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ARS Home » Plains Area » Grand Forks, North Dakota » Grand Forks Human Nutrition Research Center » Dietary Prevention of Obesity-related Disease Research » Research » Publications at this Location » Publication #135852


item Swain, James
item Hunt, Janet

Submitted to: Meeting Abstract
Publication Type: Abstract Only
Publication Acceptance Date: 5/31/2002
Publication Date: 2/6/2003
Citation: Swain, J.H., Hunt, J.R. 2003. Elemental iron powder used for food fortification: does physiochemistry predict bioavailability? [abstract]. Report of the 2003 International Nutritional Anemia Consultative Group (INACG) Symposium. February 6, 2003. Marrakech, Morocco. Abstract #95. p.41.

Interpretive Summary:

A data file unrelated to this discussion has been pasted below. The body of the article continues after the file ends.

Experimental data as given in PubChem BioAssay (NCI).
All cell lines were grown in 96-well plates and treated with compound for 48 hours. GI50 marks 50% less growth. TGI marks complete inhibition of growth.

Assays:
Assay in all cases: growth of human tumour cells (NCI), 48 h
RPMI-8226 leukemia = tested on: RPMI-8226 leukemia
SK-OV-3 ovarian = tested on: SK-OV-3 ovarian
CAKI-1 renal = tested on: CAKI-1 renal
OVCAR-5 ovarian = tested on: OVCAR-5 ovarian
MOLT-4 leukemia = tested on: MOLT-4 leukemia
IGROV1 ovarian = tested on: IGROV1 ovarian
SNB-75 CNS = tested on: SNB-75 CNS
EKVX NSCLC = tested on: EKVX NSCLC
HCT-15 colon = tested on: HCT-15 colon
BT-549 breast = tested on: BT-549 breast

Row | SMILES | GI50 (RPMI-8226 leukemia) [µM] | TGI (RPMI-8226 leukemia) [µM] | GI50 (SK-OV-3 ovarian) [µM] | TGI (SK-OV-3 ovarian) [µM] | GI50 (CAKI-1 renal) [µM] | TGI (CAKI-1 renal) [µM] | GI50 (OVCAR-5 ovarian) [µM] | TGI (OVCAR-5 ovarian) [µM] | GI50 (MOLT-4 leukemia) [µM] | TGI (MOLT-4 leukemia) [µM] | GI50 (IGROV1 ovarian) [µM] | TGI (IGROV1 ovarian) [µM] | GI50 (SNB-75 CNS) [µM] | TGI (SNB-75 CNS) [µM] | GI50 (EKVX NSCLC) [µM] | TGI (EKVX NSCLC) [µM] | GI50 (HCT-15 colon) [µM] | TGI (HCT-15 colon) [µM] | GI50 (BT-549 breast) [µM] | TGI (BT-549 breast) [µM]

Technical Abstract: Background: The bioavailability of elemental Fe powders used widely as food fortificants is poorly documented. Rapid, economical measures of bioavailability are needed. Aims: To determine the extent that physicochemistry predicts the bioavailability of six commercially produced (~2001) elemental Fe powders, collected by SUSTAIN (Sharing U.S. Technology to Aid in the Improvement of Nutrition, Washington, D.C., USA). Methods: The relative biological value (RBV) of the Fe powders was determined using the AOAC hemoglobin repletion/slope ratio method in 220 weanling, male Sprague-Dawley rats. After dietary Fe depletion (24 d; ~1.5 mg Fe/kg AIN93G diet), rats consumed a repletion diet (14 d; AIN93G diet) fortified with one of six elemental Fe (all > 97% Fe) powders (each ~12, 24, and 36 mg Fe/kg), ferrous sulfate (FeSO4 H2O; ~6, 12, 18, and 24 mg Fe/kg), or no added Fe (~1.5 mg Fe/kg); n=9-10/diet. Solubility was measured (n=3) in dilute (0.02 M) hydrochloric acid, and assaying Fe in solution at 15 to 150 min time points. Surface area (n=6) was determined by gas absorption (30 mol % helium and 70 mol % nitrogen; BET method). Results: The RBV (FeSO4=100%) of the Fe powders differed significantly (values marked with the same letters are not different (p<0.05)): Carbonyl (Ferronyl, U.S.), 64%a; Electrolytic (A-131, U.S.), 54%b; Electrolytic (Electrolytic Fe, India), 46%bc; H-Reduced (AC-325, U.S.), 42%c; Reduced (ATOMET 95SP, Canada), 24%d; and CO-Reduced (RSI-325, Sweden), 21%d. Solubility also differed, ranging from 10 to 60% at 15 min and 51 to 97% at 150 min, but with an inconsistent rank/order at different time points. Surface area of the Fe powders ranged from 90 to 370 m2/kg, and was more predictive of bioavailability than was solubility at any time: R2=0.80 vs. an increasing R2 of from 0.40 at 15 min to 0.64 at 150 min. Conclusions: The bioavailability of elemental Fe powders differed considerably, and was better predicted by surface area than by solubility.